It’s quite certain that when Guccio Gucci started out, he never dreamed that his small luggage company would grow to one carrying such cultural significance. But since Gucci was founded in Florence in 1921, the company has built a catalog of genuinely iconic trademarks. The interlocking GG logo; the bar-and-bit belt buckle; the bamboo-handle handbag; the omnipresent loafer—all of them have helped the brand penetrate mainstream culture like no other Italian label in history.
The groundwork for the company’s epic expansion was laid under the leadership of Guccio’s eldest son, Aldo. A flamboyant businessman, he transformed the business into the accessories destination of choice for Europe’s emerging jet set. By the end of the 1960s, everyone from Queen Elizabeth II to Elizabeth Taylor was a patron. In keeping with the father-son tradition, Aldo’s son Paolo ushered in Gucci’s next great era, in the late 1960s, with the introduction of clothing. By the early ’70s, the lean silhouettes, fur-lined coats, and shiny satin lapels we think of today as Gucci hallmarks began to appear.
The popularity of the brand was both a blessing and a curse. By the early ’80s, overzealous licensing had tarnished the label’s identity. Meanwhile, vicious infighting led to the Gucci family ultimately losing control of the company in 1993. Paolo’s legacy became the basis upon which a young designer named Tom Ford decided to build his vision when he became creative director in 1994. The now infamous Tom Ford look—what he later called “sexy, sensual, fuck-me clothes”—oozed power and prestige and reminded customers viscerally of the company’s glory days. In short order, Gucci was a global player once again.
The French holding company now called Kering, which had owned a portion of the label since 1999, took managerial control in 2004, to Ford’s extreme chagrin—and he departed, leaving the brand with a very big pair of alligator loafers to fill. Ford had taken the company from virtual bankruptcy to a value of $4.3 billion. Enter the relatively unassuming Frida Giannini, an accessories designer: She had been part of the Gucci design stable for nearly five years when she was awarded the top spot, overseeing menswear, womenswear, and accessories in 2006. Her roughly 10-year reign was marked by diminishing returns, and her onetime underling Alessandro Michele in turn replaced her in 2015. The reversal of Gucci’s fortunes has been nothing short of staggering." - Says VOGUE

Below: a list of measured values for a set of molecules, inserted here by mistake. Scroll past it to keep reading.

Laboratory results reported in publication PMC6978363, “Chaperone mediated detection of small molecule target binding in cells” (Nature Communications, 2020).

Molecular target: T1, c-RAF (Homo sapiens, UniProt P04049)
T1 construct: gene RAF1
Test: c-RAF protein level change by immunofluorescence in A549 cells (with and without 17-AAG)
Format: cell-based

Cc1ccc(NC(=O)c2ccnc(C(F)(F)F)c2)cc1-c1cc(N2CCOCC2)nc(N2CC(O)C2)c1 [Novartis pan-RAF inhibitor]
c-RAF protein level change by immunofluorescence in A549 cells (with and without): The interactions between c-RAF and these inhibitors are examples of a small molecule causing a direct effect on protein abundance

THE GUCCI LOVE PARADE
" Talk about a power move.
Gucci shut down Hollywood Boulevard Tuesday night and used the Walk of Fame for a runway of cinematic scale, showing more than 100 looks and tapping 12 celebrity models, including Jared Leto, Macaulay Culkin, St. Vincent and Miranda July.
Searchlights lit up the sky, and the street was cleared of celebrity impersonators, hucksters, evangelists and tourists, at least for a few hours. It was a Hollywood fantasy down to the neon marquee of the El Capitan Theatre flashing “Gucci Love Parade." - WWD
A legacy worth killing for. Welcome to the #HouseOfGucci.
Watch the official trailer starring Lady Gaga, Adam Driver, Jared Leto, Jeremy Irons and Al Pacino, directed by Ridley Scott. Only in theatres November 24. House of Gucci is inspired by the shocking true story of the family empire behind the Italian fashion house of Gucci. Spanning three decades of love, betrayal, decadence, revenge, and ultimately murder, we see what a name means, what it’s worth, and how far a family will go for control.
Based on the book by Sara Gay Forden, directed by Ridley Scott, story by Becky Johnston, screenplay by Becky Johnston and Roberto Bentivegna.
Starring Lady Gaga, Adam Driver, Al Pacino, Jared Leto, Salma Hayek, Camille Cottin, Jack Huston, Jeremy Irons, Mãdãlina Ghenea, Reeve Carney, and Youssef Kerkour.